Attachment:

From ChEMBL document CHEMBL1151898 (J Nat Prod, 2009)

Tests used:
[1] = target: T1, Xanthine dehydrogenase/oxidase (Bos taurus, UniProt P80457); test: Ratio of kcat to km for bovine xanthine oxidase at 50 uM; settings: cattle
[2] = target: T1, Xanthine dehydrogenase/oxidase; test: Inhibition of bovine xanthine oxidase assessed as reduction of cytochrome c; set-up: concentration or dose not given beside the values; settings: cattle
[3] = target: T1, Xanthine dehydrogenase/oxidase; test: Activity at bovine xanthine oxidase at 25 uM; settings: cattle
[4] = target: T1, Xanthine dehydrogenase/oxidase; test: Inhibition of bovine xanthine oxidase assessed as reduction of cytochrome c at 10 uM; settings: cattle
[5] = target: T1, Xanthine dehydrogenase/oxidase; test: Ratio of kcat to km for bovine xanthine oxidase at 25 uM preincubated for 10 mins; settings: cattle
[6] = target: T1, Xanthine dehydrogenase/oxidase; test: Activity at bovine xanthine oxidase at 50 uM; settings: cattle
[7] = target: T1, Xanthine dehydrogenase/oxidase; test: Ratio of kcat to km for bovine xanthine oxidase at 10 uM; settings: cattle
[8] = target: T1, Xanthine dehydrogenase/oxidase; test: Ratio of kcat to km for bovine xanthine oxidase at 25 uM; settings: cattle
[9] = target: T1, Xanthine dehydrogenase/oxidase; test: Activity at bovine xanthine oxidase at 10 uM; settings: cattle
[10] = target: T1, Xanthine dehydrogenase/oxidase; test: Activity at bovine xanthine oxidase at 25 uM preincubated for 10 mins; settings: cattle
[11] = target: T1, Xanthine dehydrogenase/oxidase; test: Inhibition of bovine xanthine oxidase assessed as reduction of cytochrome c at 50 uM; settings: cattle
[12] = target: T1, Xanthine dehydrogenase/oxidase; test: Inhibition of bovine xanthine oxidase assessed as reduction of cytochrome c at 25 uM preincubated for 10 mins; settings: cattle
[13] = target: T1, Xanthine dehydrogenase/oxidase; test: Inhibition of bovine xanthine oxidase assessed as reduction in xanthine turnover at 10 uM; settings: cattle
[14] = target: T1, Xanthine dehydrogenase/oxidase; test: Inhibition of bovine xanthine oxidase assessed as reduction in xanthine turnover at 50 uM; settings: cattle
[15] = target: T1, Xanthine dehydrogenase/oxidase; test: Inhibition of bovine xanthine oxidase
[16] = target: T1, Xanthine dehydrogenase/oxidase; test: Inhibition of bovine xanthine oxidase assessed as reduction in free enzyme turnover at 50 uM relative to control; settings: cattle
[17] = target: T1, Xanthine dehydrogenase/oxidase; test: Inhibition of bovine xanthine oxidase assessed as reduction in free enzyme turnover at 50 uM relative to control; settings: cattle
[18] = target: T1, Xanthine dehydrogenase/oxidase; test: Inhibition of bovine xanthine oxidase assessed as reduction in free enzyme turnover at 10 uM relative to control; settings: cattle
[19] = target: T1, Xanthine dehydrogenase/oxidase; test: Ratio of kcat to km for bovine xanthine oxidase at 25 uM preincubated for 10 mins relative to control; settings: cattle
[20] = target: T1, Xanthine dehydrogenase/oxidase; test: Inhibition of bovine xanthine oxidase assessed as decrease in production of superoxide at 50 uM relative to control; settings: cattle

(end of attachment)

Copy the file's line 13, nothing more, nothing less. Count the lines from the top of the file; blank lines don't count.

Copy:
[11] = target: T1, Xanthine dehydrogenase/oxidase; test: Inhibition of bovine xanthine oxidase assessed as reduction of cytochrome c at 50 uM; settings: cattle